From 2010 to 2019, the annual incidence of nontuberculous mycobacteria infections in the US rose by 3.5% per year, representing a significant increase.
“Persons with cystic fibrosis are at high risk for pulmonary nontuberculous mycobacterial (NTM) disease,” Julia Marshall notes. “NTM lung disease is a chronic and difficult-to-treat illness, often requiring long courses of antibiotics. In a previous paper, our group found one in five persons with cystic fibrosis are affected by NTM over a 5-year period. Because NTM is so common in this population and presents complex clinical challenges for patient management, it was important to understand if the infection rate is increasing.”
The researchers also sought to determine the US regions in which these increases were occurring, and whether there were differences in the rate of new infections by species of NTM, she says.
For a study published in BMC Infectious Diseases, Marshall and colleagues examined data from the Cystic Fibrosis Foundation Patient Registry, which represents more than 90% of people with cystic fibrosis in the US, according to Marshall. The researchers determined which patients in the registry had been tested for NTM and how many new NTM infections occurred during the study period (2010-2019). They also estimated average annual NTM infection incidence by region and the annual percent change in incidence by region.
Geographic Region Influences Need for Suspicion of NTM
The researchers identified 3,771 incident NTM infections among patients in the cystic fibrosis registry. From 2010 to 2019, the annual incidence of total NTM pulmonary infections increased significantly in the US, by 3.5% per year, according to the study results. The average annual incidence of NTM pulmonary infections was 58.0 cases per 1,000 persons.
Of the 3,771 incident NTM infections identified, about half (48.2%) were Mycobacterium avium complex (MAC) infections and 25.5% were Mycobacterium abscessus infections.
In terms of regional variability, the Northeast had the greatest incidence of MAC infections (33.5/1,000 persons tested), while the South had the highest incidence of M abscessus infections (20.3/1,000 persons tested). By region, significant (P<0.05) annual increases were seen in the Northeast (annual percentage change [APC], 7.7%), the South (APC, 4.1%), and the Midwest (APC, 4.4%).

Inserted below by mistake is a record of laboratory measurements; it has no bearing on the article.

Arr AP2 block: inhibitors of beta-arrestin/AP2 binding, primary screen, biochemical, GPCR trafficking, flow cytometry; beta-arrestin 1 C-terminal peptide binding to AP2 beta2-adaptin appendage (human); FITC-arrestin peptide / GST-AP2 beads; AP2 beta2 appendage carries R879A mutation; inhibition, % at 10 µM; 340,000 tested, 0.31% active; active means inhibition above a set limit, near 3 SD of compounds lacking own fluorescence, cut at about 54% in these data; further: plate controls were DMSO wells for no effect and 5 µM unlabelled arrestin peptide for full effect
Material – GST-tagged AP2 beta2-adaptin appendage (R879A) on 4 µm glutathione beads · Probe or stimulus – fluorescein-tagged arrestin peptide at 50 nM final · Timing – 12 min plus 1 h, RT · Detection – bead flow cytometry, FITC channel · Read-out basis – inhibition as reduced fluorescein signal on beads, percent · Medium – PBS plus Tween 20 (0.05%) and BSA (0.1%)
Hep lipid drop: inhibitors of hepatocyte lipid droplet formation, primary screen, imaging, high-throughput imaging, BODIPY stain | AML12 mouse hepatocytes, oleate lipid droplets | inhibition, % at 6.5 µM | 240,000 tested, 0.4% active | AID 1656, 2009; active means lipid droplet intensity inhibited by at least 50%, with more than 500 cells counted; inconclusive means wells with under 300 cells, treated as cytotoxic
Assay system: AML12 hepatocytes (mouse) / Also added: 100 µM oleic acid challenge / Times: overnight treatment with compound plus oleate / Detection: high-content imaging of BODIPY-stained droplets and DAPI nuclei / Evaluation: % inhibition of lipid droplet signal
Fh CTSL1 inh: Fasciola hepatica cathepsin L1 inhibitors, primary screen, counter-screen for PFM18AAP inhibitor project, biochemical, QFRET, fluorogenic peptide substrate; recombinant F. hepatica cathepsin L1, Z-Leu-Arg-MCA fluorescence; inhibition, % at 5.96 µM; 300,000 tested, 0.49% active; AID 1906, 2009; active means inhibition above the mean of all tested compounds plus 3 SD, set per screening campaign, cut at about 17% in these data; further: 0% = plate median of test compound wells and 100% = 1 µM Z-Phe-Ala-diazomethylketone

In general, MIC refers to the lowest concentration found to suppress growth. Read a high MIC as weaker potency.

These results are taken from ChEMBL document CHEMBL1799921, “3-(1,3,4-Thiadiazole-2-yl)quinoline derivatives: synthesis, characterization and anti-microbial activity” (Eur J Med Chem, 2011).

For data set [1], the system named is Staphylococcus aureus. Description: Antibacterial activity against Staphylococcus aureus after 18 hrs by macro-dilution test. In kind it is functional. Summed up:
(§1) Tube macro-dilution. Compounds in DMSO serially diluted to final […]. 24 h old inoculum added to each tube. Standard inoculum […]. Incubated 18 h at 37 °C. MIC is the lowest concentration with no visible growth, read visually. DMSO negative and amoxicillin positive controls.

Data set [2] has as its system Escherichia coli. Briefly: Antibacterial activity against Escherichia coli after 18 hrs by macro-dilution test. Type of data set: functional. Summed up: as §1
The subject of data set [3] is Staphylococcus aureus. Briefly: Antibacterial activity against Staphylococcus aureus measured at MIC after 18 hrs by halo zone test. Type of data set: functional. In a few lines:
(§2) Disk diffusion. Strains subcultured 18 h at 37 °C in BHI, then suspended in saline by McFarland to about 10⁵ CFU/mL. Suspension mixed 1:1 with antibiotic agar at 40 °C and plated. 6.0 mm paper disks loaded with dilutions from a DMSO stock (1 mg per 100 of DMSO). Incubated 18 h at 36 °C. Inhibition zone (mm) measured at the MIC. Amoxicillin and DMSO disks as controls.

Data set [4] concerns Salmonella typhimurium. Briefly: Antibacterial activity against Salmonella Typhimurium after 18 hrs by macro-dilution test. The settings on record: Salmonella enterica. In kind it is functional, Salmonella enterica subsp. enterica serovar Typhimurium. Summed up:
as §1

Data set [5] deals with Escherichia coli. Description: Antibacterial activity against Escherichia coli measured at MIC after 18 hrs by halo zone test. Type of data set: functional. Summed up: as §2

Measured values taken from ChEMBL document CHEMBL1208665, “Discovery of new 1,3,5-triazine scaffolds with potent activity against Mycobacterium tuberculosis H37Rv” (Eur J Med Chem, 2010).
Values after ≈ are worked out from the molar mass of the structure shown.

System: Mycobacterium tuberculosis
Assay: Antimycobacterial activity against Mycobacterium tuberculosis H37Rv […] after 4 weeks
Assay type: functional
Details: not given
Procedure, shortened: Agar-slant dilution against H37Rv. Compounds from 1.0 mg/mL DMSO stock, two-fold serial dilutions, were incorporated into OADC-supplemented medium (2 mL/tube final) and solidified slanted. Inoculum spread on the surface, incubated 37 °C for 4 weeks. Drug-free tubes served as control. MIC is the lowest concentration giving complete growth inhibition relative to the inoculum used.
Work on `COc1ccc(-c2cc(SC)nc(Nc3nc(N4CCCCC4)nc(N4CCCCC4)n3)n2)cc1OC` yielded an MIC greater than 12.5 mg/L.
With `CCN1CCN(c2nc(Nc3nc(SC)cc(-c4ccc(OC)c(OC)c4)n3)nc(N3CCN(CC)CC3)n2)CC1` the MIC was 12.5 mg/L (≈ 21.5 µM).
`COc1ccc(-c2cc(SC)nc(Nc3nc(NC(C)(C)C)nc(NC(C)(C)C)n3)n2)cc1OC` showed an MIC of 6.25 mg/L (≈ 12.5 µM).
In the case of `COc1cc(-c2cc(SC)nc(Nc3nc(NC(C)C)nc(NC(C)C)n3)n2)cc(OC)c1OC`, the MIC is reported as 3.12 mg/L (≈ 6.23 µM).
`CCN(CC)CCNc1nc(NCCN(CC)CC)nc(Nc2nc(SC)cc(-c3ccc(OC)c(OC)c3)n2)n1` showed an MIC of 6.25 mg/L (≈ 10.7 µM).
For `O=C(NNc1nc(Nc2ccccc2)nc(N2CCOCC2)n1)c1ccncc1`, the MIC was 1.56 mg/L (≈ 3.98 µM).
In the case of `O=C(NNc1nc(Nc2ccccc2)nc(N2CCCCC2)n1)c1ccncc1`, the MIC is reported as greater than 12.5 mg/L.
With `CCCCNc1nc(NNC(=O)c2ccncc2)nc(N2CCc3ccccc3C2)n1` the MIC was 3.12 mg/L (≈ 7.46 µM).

“NTM burden varies across geographic regions in the US (Figure),” Marshall says. “We found the incidence of MAC pulmonary infections significantly increased on a national scale, by 11% annually, and was likely driven by incidence in the Northeast.”
Florida and Hawaii are “hot spots” for NTM, she notes, while the Southeast has a high burden of M abscessus, and the Northeast has a high burden of MAC. “Clinicians in these areas should be particularly alert for suspected disease and take appropriate samples for acid-fast Bacilli cultures, in addition to chest radiographs or high-resolution CT.”
NTM Infections Ticking Up in General Population
The study results also indicated that the risk for NTM infections is likely increasing in the general population, according to Marshall. People at increased risk for NTM include women, people in older age groups, and those living in certain regions.
“These findings emphasize that clinicians should be aware of NTM and test patients when they suspect they could have NTM infections,” she says. “Even though persons with CF may currently be at reduced risk from NTM, our findings indicate that the risk from NTM is likely still increasing in the general population.”
The symptoms of NTM are variable and nonspecific, according to Marshall. “However, nearly all patients have chronic and recurrent cough. The minimum evaluation of a person with suspected NTM disease should include chest radiograph or high-resolution CT, the collection of three sputum samples for acid-fast Bacilli analysis, and exclusion of other diagnoses such as tuberculosis.”